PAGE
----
About 20 years ago, Major League Baseball Commissioner Bud Selig realized there was a big problem. A survey of young minor league baseball players revealed that many of them didn’t know who Jackie Robinson was and what significant contribution he made to the game of baseball.
Selig, whose stint as commissioner included a lost World Series because the major league owners locked out the players over stalled labor negotiations, an All Star Game that ended in a tie and the steroid era, acted decisively for one of the few times in his tenure as commissioner.
He ordered that the number 42, which Robinson wore on his Brooklyn Dodgers jersey during his 10-year career, be retired and that no new players would be issued that number on any team. Players who were wearing 42 at the time could wear the number until they left the game. After that, the only time the number 42 would be worn on a Major League Baseball field would be every April 15.
On that day — Robinson’s first game with the Dodgers was April 15, 1947 — all players wear number 42 in tribute to the man who broke the color barrier in Major League Baseball, helping pave the way for the civil rights movement.
As baseball begins its 60th season with black ball players, Robinson is in the spotlight again.
Documentarian Ken Burns has produced a four-hour documentary on Robinson, which airs on PBS April 11 and 12. Burns, who produced a nine-part documentary on baseball in 1994, calls Robinson, “without a doubt, the most important person in the history of baseball.”
His documentary follows Robinson’s early life, his military career during World War II, his baseball career and his life after baseball.
Along the way he shatters a few myths about Robinson.
Burns had the cooperation of Robinson’s widow, Rachel Robinson, in putting the documentary together.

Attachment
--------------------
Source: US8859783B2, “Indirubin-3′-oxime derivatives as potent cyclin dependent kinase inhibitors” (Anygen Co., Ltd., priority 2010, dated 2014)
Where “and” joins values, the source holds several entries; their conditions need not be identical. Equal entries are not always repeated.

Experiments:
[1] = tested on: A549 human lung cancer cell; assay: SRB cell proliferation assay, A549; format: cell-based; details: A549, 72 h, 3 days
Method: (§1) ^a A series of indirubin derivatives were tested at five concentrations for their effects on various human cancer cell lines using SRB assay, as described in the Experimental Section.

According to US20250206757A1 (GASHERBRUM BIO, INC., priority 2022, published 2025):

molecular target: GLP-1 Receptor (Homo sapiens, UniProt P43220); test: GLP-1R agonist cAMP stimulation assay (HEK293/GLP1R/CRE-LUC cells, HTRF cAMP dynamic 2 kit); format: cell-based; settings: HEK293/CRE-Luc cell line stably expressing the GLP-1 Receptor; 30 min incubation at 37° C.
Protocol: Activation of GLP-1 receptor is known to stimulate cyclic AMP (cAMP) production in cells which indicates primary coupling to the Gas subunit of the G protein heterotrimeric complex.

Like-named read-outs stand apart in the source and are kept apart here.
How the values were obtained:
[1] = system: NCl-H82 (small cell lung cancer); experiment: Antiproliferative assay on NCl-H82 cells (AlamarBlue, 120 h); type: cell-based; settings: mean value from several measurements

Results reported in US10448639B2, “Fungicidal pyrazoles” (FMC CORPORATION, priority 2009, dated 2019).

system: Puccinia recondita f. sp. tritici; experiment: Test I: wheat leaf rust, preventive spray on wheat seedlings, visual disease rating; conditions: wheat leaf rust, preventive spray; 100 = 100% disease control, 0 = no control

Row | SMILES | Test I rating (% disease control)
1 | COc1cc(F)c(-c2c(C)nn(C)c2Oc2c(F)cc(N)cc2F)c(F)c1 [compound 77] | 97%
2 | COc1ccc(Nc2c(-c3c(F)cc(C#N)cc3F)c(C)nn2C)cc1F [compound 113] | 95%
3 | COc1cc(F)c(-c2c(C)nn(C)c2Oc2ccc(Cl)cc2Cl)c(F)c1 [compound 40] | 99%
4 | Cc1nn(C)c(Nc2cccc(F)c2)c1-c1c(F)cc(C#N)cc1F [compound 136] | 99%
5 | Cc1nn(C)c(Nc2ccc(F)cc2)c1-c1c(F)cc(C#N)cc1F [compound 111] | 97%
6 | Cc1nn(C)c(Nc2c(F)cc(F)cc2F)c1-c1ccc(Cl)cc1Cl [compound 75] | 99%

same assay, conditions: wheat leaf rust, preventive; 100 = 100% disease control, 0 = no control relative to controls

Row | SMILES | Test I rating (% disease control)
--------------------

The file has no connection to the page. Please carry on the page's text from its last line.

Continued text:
“It’s a love story, too,” Burns said, citing the bond between the Robinsons.
Burns is a strong admirer of Robinson. Not only does he consider Robinson the most important person in baseball history, he calls him “one of the greatest individuals in American history.”
On a recent radio talk show promoting the documentary, Burns said: “Think about it. He broke baseball’s color barrier when Martin Luther King Jr. was still in school. It was seven years before the U.S. Supreme Court decision in Brown v. the Board of Education. Eight years before Rosa Parks refused to give up her seat on the bus.
“Him walking through the doors of Major League Baseball made a profound social difference,” Burns added.
Directed by Burns, his daughter Sarah Burns and her husband, David McMahon, “Jackie Robinson” airs on PBS channels across the country April 11 and 12 at 9 p.m. It also is available on DVD through Amazon and other outlets.
Don’t miss it.
KOBE’S FINALE: On April 13, Kobe Bryant will play his final professional basketball game and walk off the court at Staples Center for the last time.
He will definitely go down as one of the greatest players to play the game.
He has scored the third most points in NBA history, behind only Kareem Abdul-Jabbar and Karl Malone.
He has won five NBA titles, played in 15 All Star Games and won the most valuable player award in the All Star Game four times.
His 81-point game against Toronto in 2006 is the second most points ever scored by a player in an NBA game, topped only by Wilt Chamberlain’s 100 points back in 1962.
It definitely will be the end of an era.
Bryant is one of the best players to ever play in the league and he played his entire career on one of the best franchises in NBA history. So where does Bryant rank on the list of all-time Lakers?